Pain with inline-block

Today I found myself wanting to format a link to look like a button. If I only needed one button, I could just set the link’s display to block and be done with it, but I needed two. Further, they needed to be side-by-side. I figured it wouldn’t be a problem because I could use inline-block instead.

The inline-block display is a wonderful state that creates a box inline. Where regular inline displays don’t allow you to set width, height, padding, or margin, inline-block displays allow all of that without the other characteristics of a block-level element. Perfect solution, right? Except for one slight problem: it’s not supported in Firefox.

Safari and Opera support inline-block; Internet Explorer supports inline-block only on elements whose native display is inline. But what about Firefox?

As it turns out, Firefox supported an alternative called -moz-inline-block at one time, but it stopped working in Firefox 1.5. I found some some references suggesting to use -moz-inline-box instead, however, that form of display doesn’t have proper text wrapping and doesn’t support text-align. So, after bending the ear of Matt Sweeney (one of the YUI developers), I was finally able to come up with a solution. The HTML code looks like this:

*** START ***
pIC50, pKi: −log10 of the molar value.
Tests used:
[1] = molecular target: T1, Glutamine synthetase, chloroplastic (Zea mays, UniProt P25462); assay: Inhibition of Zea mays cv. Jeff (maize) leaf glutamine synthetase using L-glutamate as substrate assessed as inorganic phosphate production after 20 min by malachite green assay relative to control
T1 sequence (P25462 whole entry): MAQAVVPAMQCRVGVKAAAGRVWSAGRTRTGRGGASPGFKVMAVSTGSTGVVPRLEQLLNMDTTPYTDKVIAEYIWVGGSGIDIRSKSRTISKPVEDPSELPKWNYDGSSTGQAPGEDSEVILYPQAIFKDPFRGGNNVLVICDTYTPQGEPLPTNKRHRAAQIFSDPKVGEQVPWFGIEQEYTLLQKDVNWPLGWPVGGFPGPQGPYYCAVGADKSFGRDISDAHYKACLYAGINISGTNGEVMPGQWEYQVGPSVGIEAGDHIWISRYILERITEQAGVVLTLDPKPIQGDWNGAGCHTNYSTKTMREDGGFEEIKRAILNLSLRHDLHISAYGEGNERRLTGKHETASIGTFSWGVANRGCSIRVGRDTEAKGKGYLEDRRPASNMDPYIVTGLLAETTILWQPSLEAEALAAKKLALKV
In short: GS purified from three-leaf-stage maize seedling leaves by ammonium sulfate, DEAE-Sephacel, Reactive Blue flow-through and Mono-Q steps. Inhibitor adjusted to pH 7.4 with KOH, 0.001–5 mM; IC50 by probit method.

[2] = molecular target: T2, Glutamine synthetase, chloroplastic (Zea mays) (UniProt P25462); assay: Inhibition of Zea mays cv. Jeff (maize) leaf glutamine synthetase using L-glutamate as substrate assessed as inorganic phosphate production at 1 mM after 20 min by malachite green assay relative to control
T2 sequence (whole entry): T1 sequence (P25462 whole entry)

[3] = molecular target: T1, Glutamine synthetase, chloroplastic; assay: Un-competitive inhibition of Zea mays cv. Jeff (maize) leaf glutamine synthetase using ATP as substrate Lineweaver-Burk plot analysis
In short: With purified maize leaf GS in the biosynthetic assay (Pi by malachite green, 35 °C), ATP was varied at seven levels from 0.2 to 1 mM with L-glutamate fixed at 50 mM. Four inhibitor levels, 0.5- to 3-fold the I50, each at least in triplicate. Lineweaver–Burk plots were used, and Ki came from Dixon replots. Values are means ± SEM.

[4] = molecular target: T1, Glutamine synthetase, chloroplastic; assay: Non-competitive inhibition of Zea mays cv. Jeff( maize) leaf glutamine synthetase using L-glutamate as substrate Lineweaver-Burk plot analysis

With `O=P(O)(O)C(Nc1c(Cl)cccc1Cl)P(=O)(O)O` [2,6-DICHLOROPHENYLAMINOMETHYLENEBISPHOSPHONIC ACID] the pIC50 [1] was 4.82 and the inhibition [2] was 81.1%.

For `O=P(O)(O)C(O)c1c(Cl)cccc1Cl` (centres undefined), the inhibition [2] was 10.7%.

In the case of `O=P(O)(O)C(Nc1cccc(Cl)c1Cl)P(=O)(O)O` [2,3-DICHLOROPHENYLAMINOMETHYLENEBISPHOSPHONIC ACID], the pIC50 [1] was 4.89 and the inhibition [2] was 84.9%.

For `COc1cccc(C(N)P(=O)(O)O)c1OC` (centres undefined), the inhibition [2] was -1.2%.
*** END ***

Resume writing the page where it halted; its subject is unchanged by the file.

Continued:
<a href="https://humanwhocodes.com/" class="button"><strong>Submit</strong></a>
<a href="https://humanwhocodes.com/" class="button"><strong>Cancel</strong></a>

The CSS code is:

a.button {
    background-color: silver;
    border: 1px solid black;
    color: #000;
    display: inline-block;
    display: -moz-inline-stack;
    min-width: 100px;
    _width: 100px;
    padding: 5px;
    text-decoration: none;
}

a.button strong {
    text-align: center;
    display: block;
}